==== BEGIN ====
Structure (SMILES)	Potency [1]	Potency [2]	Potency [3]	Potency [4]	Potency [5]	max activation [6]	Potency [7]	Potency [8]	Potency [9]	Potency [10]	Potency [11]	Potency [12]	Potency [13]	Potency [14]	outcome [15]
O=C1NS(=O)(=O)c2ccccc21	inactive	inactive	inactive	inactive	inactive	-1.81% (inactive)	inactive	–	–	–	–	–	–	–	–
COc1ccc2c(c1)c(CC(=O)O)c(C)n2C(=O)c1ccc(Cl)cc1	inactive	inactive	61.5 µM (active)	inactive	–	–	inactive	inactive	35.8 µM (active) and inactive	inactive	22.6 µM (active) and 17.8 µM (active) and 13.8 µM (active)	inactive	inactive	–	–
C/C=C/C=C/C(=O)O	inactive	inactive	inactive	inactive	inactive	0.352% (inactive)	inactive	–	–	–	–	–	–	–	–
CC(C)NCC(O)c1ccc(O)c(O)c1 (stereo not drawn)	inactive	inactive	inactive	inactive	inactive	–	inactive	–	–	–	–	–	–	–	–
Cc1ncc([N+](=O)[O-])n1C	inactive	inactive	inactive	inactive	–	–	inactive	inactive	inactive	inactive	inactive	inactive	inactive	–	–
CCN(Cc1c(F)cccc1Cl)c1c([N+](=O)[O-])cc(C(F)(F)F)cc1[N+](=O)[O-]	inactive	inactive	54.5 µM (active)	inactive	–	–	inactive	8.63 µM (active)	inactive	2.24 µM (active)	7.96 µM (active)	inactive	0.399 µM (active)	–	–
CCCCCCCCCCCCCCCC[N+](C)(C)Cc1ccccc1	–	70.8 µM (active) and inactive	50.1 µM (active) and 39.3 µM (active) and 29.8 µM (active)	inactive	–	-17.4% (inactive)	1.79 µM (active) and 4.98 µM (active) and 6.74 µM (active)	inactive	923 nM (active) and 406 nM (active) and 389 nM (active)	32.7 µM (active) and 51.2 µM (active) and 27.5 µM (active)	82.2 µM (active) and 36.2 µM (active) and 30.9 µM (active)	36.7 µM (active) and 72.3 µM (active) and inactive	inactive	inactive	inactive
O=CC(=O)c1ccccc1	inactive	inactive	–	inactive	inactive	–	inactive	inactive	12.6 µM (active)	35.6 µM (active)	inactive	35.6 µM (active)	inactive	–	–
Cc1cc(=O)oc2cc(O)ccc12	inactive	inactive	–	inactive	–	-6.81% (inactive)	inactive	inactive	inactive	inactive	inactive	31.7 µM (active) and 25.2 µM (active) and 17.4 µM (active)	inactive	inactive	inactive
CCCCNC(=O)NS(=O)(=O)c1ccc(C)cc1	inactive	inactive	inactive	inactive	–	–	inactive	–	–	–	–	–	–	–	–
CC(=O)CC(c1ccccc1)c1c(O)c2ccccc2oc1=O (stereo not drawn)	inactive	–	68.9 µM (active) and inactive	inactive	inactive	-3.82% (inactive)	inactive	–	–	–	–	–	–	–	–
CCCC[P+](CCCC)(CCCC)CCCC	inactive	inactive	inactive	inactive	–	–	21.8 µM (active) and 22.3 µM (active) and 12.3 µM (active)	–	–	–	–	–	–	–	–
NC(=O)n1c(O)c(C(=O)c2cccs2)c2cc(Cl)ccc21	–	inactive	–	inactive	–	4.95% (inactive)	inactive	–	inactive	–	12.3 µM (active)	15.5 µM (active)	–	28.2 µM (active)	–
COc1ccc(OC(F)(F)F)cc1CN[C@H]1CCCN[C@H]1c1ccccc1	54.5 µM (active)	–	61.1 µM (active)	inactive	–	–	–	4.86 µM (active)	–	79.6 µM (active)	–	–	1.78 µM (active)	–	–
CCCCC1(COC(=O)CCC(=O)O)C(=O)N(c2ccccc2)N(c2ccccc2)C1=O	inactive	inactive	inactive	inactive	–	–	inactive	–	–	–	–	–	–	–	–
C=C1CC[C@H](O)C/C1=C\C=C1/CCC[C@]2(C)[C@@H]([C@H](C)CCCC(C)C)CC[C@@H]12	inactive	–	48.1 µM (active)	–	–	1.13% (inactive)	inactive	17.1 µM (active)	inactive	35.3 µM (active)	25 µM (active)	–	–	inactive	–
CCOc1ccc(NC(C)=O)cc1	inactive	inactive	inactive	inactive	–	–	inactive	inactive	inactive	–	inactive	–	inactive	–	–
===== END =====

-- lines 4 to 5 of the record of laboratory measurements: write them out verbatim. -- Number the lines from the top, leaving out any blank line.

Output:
C/C=C/C=C/C(=O)O	inactive	inactive	inactive	inactive	inactive	0.352% (inactive)	inactive	–	–	–	–	–	–	–	–
CC(C)NCC(O)c1ccc(O)c(O)c1 (stereo not drawn)	inactive	inactive	inactive	inactive	inactive	–	inactive	–	–	–	–	–	–	–	–